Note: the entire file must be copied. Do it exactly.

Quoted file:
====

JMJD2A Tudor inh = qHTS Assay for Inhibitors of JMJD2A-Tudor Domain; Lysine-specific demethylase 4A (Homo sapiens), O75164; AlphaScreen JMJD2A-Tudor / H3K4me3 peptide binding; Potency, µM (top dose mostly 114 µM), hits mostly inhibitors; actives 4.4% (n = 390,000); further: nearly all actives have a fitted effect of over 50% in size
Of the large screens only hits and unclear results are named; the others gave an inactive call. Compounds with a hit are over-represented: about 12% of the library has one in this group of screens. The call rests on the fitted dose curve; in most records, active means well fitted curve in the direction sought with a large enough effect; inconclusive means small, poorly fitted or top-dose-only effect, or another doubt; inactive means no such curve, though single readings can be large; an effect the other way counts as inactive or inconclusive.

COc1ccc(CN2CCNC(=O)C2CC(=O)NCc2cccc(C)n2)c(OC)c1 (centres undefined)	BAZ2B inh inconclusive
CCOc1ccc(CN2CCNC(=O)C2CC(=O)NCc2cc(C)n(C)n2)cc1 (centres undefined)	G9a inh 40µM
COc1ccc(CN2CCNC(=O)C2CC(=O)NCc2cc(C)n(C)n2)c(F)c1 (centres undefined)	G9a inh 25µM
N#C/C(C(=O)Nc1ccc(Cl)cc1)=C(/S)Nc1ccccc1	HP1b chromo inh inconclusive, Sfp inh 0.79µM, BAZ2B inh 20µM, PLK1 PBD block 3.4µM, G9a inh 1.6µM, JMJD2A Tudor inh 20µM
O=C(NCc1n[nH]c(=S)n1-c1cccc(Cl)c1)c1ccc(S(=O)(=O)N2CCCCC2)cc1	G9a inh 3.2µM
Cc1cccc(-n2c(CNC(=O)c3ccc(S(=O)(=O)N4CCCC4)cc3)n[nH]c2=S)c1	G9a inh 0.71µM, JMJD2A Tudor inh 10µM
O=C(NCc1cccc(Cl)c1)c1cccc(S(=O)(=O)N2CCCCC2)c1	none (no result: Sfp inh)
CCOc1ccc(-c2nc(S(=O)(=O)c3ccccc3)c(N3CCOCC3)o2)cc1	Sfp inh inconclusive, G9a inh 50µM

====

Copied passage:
JMJD2A Tudor inh = qHTS Assay for Inhibitors of JMJD2A-Tudor Domain; Lysine-specific demethylase 4A (Homo sapiens), O75164; AlphaScreen JMJD2A-Tudor / H3K4me3 peptide binding; Potency, µM (top dose mostly 114 µM), hits mostly inhibitors; actives 4.4% (n = 390,000); further: nearly all actives have a fitted effect of over 50% in size
Of the large screens only hits and unclear results are named; the others gave an inactive call. Compounds with a hit are over-represented: about 12% of the library has one in this group of screens. The call rests on the fitted dose curve; in most records, active means well fitted curve in the direction sought with a large enough effect; inconclusive means small, poorly fitted or top-dose-only effect, or another doubt; inactive means no such curve, though single readings can be large; an effect the other way counts as inactive or inconclusive.

COc1ccc(CN2CCNC(=O)C2CC(=O)NCc2cccc(C)n2)c(OC)c1 (centres undefined)	BAZ2B inh inconclusive
CCOc1ccc(CN2CCNC(=O)C2CC(=O)NCc2cc(C)n(C)n2)cc1 (centres undefined)	G9a inh 40µM
COc1ccc(CN2CCNC(=O)C2CC(=O)NCc2cc(C)n(C)n2)c(F)c1 (centres undefined)	G9a inh 25µM
N#C/C(C(=O)Nc1ccc(Cl)cc1)=C(/S)Nc1ccccc1	HP1b chromo inh inconclusive, Sfp inh 0.79µM, BAZ2B inh 20µM, PLK1 PBD block 3.4µM, G9a inh 1.6µM, JMJD2A Tudor inh 20µM
O=C(NCc1n[nH]c(=S)n1-c1cccc(Cl)c1)c1ccc(S(=O)(=O)N2CCCCC2)cc1	G9a inh 3.2µM
Cc1cccc(-n2c(CNC(=O)c3ccc(S(=O)(=O)N4CCCC4)cc3)n[nH]c2=S)c1	G9a inh 0.71µM, JMJD2A Tudor inh 10µM
O=C(NCc1cccc(Cl)c1)c1cccc(S(=O)(=O)N2CCCCC2)c1	none (no result: Sfp inh)
CCOc1ccc(-c2nc(S(=O)(=O)c3ccccc3)c(N3CCOCC3)o2)cc1	Sfp inh inconclusive, G9a inh 50µM